Please use this identifier to cite or link to this item: https://hdl.handle.net/10356/152159
Title: Temperature-induced catch-slip to slip bond transit in Plasmodium falciparum-infected erythrocytes
Authors: Lim, Bena Ying
Thingna, Juzar
Kong, Fang
Dao, Ming
Cao, Jianshu
Lim, Chwee Teck
Keywords: Science::Biological sciences
Issue Date: 2019
Source: Lim, B. Y., Thingna, J., Kong, F., Dao, M., Cao, J. & Lim, C. T. (2019). Temperature-induced catch-slip to slip bond transit in Plasmodium falciparum-infected erythrocytes. Biophysical Journal, 118(1), 105-116. https://dx.doi.org/10.1016/j.bpj.2019.11.016
Journal: Biophysical Journal 
Abstract: Plasmodium falciparum malaria-infected red blood cells (IRBCs), or erythrocytes, avoid splenic clearance by adhering to host endothelium. Upregulation of endothelial receptors intercellular adhesion molecule-1 (ICAM-1) and cluster of differentiation 36 (CD36) are associated with severe disease pathology. Most in vitro studies of IRBCs interacting with these molecules were conducted at room temperature. However, as IRBCs are exposed to temperature variations between 37°C (body temperature) and 41°C (febrile temperature) in the host, it is important to understand IRBC-receptor interactions at these physiologically relevant temperatures. Here, we probe IRBC interactions against ICAM-1 and CD36 at 37 and 41°C. Single bond force-clamp spectroscopy is used to determine the bond dissociation rates and hence, unravel the nature of the IRBC-receptor interaction. The association rates are also extracted from a multiple bond flow assay using a cellular stochastic model. Surprisingly, IRBC-ICAM-1 bond transits from a catch-slip bond at 37°C toward a slip bond at 41°C. Moreover, binding affinities of both IRBC-ICAM-1 and IRBC-CD36 decrease as the temperature rises from 37 to 41°C. This study highlights the significance of examining receptor-ligand interactions at physiologically relevant temperatures and reveals biophysical insight into the temperature dependence of P. falciparum malaria cytoadherent bonds.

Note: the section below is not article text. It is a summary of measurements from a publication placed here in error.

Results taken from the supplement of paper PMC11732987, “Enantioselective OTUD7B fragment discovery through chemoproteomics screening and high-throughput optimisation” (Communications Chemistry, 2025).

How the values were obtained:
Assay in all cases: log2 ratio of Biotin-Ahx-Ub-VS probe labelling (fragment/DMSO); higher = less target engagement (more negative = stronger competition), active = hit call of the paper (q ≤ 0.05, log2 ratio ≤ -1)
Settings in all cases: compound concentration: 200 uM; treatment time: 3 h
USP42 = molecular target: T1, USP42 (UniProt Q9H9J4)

URI: https://hdl.handle.net/10356/152159
ISSN: 0006-3495
DOI: 10.1016/j.bpj.2019.11.016
Rights: © 2019 Biophysical Society. All rights reserved.
Fulltext Permission: none
Fulltext Availability: No Fulltext
Appears in Collections:SBS Journal Articles

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